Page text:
10 Things to Do in New York City
With so much to see and do, it never gets boring in New York City.
There is every other big city in the world, and then there is New York, America’s connection to the rest of the world that filters down into its sights and sounds. So, enjoy NYC, but let adventure guide you. Get off the regular path and see the city through the eyes of a local, Mikey Rosenbaum, who we've enlisted for this article--and is very clearly still in love with the city. We hope his enthusiasm will rub off on you!
For those who have been around the city, it used to be a quiet neighborhood, but now it’s the hipster capital of the world. Once you pop off the Bedford L train stop, beware of the hippness. From music halls, biergartens and breweries to rooftop parties and warehouse dances, Williamsburg is what every artist dreams about but it’s a real place. We think.
2. Immerse Yourself in Theater
A new term in the modern theater lexicon is “immersive," which is arguably what all theater is but this term is further defined by the concept of audience assimilation and possible participation. For the best example, check out "Sleep No More.” The less you know, the better. It’s worth the price of admission.
3. Park It
The obvious choice is Central Park, which is a must no matter the weather. In the winter, take a blanketed carriage ride around the park, or in the summer, simply walk through Sheep’s Meadow where others take time to frisbee or picnic their way to happiness. Fort Tryon Park, located in Upper Manhattan is also worth checking out.
4. All This Jazz
With so many options for music, how do you choose what type to check out while you’re in town? Here's how: Go see some affordable jazz atop Dizzy’s Jazz Club at the Lincoln Center and enjoy a great glass view of lower Central Park. There’s also Smalls and Fat Cat in the Village.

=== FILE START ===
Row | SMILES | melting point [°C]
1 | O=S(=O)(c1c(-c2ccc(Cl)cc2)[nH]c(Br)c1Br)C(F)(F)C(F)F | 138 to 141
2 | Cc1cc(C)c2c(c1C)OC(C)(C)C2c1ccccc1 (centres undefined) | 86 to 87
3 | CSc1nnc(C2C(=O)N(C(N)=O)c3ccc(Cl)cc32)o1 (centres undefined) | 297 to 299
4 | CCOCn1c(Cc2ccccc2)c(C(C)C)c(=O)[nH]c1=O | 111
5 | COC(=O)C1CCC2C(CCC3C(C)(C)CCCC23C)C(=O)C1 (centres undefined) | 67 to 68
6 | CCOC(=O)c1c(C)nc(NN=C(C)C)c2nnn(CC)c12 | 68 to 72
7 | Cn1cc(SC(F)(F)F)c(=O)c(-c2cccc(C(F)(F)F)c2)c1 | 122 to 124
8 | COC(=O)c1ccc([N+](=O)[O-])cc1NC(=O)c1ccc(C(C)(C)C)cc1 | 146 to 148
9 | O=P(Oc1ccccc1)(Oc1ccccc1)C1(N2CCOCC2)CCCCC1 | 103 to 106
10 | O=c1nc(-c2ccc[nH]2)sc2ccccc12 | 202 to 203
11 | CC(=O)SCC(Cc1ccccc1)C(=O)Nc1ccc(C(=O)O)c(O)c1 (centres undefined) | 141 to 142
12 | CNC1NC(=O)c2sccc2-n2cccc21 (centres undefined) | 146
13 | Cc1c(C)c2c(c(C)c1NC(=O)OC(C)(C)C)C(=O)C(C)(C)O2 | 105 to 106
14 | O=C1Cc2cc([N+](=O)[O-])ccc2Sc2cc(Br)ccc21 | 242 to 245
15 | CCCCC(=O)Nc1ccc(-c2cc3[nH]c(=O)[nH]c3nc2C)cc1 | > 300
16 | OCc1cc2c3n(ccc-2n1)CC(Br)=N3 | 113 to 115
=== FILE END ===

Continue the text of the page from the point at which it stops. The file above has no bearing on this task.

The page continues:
5. Browse the High Line
The train-track-turned-greenway stretches 1.45 miles from the West Village to Hell’s Kitchen. Complete with vendors and artists, the High Line is filled with comfortable benches and spots to observe the city along its route. Stop in the new Whitney Museum or have lunch at the Chelsea Market for locally grown artisanal foods.
6. Bike (Along) The Hudson
Several downtown areas are embracing the bike-sharing phenomenon. If you just don’t have room for your bike on the flight, don’t worry! You can rent one in most parts of the city and drop it back off anywhere there is a stand. A great route for the city-biker is the Hudson River Greenway (especially through Chelsea), with a great view of the west side of town and the Hudson River, naturally.
7. Sofar Sounds
Ever wanted to go to a secret show? NYC is one of many recent cities to host the Sofar Sounds shows. Basically, you go onto their website and reserve a ticket under any area. They sell out fast and you won’t know where the show will be or who is playing ahead of time. It’s always an up and coming artist you can say you saw way back when. To keep date night interesting, check out Sofar Sounds!
8. Drinks On the Roof
If it’s summer, then you get your drinks on the house. Well roof, actually. New York has some of the best rooftop bars with the best views. In the warmer months, enjoy Brass Monkey in Chelsea, or 230 Fifth in Flatiron (apparently they had igloos on the roof last year). For colder months, check out the log cabin at Gallow Green atop the McKittrick Hotel.
9. Go Off-Broadway
Everyone knows the Broadway shows: Phantom, Les Mis, every Disney show, but the “Off” Broadway shows tend to be more exciting (and affordable). Check out Todaytix, it shows all of the current affordable tickets (including Broadway rushes, but no, there are still no tickets for “Hamilton.") You may get to see a future classic in the making as many Broadway shows start off further down the musical food chain in more experimental houses.
10. Get Inspired in the Village
Looking for literary inspiration and material for your next novel? Take the official Dylan Thomas Walking Tour of Greenwich Village or have a drink and enjoy some tunes at The Bitter End where the other Dylan (Bob) tried out new material. In the Village, inspiration is contagious and easy to catch.